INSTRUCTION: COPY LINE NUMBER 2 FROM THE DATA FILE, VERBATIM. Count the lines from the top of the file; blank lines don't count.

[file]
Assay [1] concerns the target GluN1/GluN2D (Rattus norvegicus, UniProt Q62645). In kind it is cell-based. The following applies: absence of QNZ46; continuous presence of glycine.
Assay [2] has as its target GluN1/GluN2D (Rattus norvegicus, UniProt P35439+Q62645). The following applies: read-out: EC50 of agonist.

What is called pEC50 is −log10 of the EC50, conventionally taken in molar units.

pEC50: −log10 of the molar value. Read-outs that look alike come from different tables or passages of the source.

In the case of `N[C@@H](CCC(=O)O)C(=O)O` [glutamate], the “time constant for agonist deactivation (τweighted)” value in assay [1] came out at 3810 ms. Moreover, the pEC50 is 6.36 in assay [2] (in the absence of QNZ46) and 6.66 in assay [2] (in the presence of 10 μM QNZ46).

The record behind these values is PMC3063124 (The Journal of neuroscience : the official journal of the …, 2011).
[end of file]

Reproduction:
Assay [2] has as its target GluN1/GluN2D (Rattus norvegicus, UniProt P35439+Q62645). The following applies: read-out: EC50 of agonist.